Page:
CSA Week One:

Let the mystery begin..
Drum roll please....

My first box had swiss chard, raspberries, tomatoes, beats, cauliflower, onions, garlic, zucchini and the only thing I didn't recognize....
What is it?

I wasn't feeling to adventurous so I sauteed down the swiss chard with bacon, sausage, onions and garlic, grilled the zucchini, ate the tomatoes in salad and sliced, steamed the cauliflower, the beets are waiting to roasted and the raspberries, well that is a story for another day.  So what was the unidentified green stuff?  It was purslane aka pig weed, that's right a weed.  I guess you eat it like lettuce but since I'm very picky about my lettuce, it is moldered in the fridge.  Oh well, you can't win them all.

TTFN everyone!

Saturday, May 4, 2013

This ain't no instant pudding.

Well it is, but at least it doesn't come from a box.

Rhubarb season is upon us and mine is trying to take over my porch steps.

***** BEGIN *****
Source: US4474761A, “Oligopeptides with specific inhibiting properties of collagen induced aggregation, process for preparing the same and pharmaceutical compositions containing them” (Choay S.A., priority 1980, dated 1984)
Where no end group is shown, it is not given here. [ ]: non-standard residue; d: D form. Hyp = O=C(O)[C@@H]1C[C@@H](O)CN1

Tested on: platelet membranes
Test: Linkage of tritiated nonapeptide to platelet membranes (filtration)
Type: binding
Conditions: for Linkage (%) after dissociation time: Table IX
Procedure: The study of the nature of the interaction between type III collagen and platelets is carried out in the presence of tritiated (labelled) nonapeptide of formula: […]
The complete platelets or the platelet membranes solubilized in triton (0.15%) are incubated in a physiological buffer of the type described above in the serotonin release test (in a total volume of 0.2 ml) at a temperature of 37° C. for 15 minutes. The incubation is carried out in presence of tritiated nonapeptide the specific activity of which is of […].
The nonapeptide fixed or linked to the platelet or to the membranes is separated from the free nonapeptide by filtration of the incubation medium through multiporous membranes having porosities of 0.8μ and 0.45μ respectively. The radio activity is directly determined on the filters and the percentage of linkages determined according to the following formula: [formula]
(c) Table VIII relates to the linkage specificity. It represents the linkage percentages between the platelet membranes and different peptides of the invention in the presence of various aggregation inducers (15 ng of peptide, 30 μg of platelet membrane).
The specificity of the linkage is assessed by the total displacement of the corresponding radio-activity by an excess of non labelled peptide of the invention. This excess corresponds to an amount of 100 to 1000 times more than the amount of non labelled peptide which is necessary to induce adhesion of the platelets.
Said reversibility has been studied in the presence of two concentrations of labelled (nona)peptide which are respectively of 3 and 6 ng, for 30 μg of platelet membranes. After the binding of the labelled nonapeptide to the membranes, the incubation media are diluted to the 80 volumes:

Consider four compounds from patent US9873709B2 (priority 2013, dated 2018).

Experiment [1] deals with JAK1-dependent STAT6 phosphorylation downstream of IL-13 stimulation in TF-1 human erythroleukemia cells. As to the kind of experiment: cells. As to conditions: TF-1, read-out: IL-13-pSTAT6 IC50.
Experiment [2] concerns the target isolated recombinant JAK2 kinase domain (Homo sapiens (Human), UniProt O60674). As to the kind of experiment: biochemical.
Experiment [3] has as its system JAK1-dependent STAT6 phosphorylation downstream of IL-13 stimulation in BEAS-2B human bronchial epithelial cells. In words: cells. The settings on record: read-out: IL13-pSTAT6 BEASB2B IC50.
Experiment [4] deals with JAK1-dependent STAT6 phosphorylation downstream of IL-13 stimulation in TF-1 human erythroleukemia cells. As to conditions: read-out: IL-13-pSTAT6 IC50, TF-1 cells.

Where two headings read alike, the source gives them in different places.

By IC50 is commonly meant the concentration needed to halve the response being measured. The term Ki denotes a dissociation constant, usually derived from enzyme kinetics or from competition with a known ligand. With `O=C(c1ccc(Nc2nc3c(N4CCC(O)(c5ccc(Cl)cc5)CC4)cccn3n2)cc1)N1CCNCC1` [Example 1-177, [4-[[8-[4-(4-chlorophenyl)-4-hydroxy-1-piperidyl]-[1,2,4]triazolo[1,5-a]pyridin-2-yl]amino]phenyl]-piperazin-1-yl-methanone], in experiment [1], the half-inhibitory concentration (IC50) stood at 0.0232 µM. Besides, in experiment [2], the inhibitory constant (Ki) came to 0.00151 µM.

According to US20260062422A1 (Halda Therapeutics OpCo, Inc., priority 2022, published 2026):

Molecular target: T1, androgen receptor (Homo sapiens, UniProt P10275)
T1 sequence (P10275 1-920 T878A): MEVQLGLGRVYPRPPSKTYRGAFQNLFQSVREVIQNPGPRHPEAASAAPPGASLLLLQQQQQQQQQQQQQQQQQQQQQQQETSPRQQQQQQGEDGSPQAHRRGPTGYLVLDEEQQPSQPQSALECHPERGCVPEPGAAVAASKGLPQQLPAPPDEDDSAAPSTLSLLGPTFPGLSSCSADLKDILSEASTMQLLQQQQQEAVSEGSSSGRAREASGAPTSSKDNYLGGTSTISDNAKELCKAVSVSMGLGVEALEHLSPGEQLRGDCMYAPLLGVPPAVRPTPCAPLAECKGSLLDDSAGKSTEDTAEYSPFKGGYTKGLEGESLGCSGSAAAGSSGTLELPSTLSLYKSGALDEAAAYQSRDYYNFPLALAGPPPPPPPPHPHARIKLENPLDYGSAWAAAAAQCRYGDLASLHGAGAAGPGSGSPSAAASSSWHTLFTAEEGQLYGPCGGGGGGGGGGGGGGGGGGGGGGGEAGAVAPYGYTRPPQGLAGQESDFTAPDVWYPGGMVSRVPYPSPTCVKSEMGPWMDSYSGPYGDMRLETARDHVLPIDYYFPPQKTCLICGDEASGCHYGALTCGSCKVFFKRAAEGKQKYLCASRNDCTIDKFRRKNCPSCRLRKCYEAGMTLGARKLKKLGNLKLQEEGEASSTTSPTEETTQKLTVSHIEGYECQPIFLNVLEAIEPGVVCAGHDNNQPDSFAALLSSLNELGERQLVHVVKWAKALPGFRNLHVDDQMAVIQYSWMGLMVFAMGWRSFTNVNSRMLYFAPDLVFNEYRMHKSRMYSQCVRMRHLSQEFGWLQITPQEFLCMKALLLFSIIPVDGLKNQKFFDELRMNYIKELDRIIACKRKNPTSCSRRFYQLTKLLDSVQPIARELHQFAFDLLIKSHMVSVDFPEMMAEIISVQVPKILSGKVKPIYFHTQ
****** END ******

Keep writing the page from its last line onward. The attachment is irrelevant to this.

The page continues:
One evening, as it was growing, I had one of those weird compulsions and I had, I mean had, to cook something with my rhubarb. I didn't feel like taking the time to make jam, I didn't have all the ingredients to make BBQ sauce and I didn't feel like cake so what did that leave? Pudding, yes pudding and it was good.  More importantly it was quick and easy.  I found the recipe on the internet and made a few changes.  Since the pudding was a little loose (my Mom said it was fine), next time I would add a little more corn starch or maybe tapioca.  Hmmmmm, tapioca is a great idea.

Rhubarb Pudding

1 3/4 cups water
3/4 + cups sugar
1.5 lbs rhubarb cut into small pieces
3Tlbs corn starch mixed with 1/4 c. water to create slurry
1/2 tps vanilla